On Thu Dec 10, Kirsten Culver wrote
>Imidazoline receptors can be subdivided into I1 and I2 receptors. They occur both in brain and liver tissues, however for the purpose of my study, I am interested in brain I2 sites, since clorgyline has a high affinity for this receptor.
>In rat brain, imidazoline I2 receptors are located on the mitochondrial outer membrane and their distribution correlates well with the enzyme MAO-B. Morevover, it has been found that chronic clorgyline administration results in a downregulation I2 binding sites in rat brain cortex. Although these findings suggest some relationship between the enzyme MAO and the I2 site, a direct interaction of imidazoline ligands with the active centre of MAO-A/B has been discounted.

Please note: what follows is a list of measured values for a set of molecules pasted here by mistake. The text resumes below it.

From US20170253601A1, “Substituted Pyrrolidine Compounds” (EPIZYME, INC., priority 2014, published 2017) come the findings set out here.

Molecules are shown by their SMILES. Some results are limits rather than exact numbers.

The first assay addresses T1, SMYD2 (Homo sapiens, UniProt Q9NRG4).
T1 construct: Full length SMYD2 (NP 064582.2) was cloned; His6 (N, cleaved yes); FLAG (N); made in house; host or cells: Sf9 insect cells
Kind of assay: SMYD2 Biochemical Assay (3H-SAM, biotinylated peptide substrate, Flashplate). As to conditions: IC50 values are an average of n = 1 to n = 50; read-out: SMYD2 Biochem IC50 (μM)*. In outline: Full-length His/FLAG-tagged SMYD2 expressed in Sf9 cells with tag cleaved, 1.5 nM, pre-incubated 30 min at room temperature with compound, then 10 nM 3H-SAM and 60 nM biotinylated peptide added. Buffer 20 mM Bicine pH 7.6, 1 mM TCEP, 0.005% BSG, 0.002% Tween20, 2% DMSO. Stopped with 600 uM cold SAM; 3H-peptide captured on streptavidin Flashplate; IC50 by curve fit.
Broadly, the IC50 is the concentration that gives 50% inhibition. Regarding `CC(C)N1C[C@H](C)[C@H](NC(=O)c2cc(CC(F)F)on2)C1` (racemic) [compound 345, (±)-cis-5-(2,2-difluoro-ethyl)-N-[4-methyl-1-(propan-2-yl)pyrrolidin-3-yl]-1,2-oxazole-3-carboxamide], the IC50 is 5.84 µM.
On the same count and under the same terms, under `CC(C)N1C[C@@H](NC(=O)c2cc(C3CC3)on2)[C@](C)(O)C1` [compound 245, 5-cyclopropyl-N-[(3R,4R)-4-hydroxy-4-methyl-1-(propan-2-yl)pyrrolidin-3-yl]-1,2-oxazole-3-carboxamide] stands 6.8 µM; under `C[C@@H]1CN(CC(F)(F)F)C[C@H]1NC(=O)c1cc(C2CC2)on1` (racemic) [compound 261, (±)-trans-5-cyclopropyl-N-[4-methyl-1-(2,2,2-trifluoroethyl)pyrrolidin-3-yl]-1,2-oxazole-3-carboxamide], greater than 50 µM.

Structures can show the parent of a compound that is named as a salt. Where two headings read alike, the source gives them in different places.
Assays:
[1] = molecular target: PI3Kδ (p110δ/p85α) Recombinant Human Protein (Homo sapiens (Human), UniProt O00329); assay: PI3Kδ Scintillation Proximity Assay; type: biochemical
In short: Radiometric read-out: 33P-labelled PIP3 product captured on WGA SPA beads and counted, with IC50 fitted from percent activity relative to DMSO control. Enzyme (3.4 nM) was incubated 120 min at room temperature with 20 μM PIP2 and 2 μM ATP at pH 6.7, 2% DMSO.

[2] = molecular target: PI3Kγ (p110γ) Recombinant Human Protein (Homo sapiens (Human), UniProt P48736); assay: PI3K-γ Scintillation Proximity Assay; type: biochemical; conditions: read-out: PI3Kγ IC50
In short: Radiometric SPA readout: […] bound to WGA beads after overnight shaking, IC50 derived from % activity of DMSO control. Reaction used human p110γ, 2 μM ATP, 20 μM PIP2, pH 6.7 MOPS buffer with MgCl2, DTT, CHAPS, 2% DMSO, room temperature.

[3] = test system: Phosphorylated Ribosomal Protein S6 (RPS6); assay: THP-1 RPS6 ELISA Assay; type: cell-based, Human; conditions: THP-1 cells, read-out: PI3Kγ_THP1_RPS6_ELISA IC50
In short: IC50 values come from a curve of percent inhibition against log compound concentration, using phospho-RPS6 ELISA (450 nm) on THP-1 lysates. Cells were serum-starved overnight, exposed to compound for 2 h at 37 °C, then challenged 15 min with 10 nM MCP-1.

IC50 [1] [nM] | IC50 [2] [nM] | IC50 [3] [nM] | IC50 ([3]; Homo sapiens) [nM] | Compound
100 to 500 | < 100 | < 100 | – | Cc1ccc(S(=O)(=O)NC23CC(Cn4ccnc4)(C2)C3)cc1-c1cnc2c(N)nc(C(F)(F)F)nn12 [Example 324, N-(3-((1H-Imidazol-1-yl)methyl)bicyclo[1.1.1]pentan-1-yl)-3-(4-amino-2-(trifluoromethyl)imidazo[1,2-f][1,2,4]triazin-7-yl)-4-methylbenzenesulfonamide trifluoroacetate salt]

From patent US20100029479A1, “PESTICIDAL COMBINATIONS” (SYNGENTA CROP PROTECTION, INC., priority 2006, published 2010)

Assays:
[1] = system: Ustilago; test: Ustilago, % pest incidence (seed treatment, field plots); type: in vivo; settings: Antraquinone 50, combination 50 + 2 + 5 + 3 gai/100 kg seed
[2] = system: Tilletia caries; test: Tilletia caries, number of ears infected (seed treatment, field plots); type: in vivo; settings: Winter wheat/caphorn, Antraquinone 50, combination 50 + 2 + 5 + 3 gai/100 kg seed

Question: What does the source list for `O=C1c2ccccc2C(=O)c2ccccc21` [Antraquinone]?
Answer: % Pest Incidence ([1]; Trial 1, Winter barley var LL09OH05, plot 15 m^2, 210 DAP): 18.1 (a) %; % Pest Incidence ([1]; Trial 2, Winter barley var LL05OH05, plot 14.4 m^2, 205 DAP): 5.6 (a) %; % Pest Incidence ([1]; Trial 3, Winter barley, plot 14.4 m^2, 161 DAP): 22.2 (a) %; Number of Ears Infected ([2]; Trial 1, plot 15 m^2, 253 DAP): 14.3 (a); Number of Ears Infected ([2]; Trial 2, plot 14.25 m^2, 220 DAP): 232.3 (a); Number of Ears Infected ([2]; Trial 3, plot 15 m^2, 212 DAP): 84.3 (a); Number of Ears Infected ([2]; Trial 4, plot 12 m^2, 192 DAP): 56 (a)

>Since clorgyline has a high affinity for the I2 site and moclobemide does not demonstrate any affinity for this site, it is possible that clorgyline's blockade of locomotor sensitization to quinpirole may be attributed to an action at this site. Therefore, if chronic clorgyline adminstration blocks quinpirole-induced locomotor sensitization via an activity at the I2 site, then it would be expected that chronic treatment with the I2 receptor ligand 2-BFI would also block locomotor sensitization to quinpirole.
>I'm glad you liked the poster!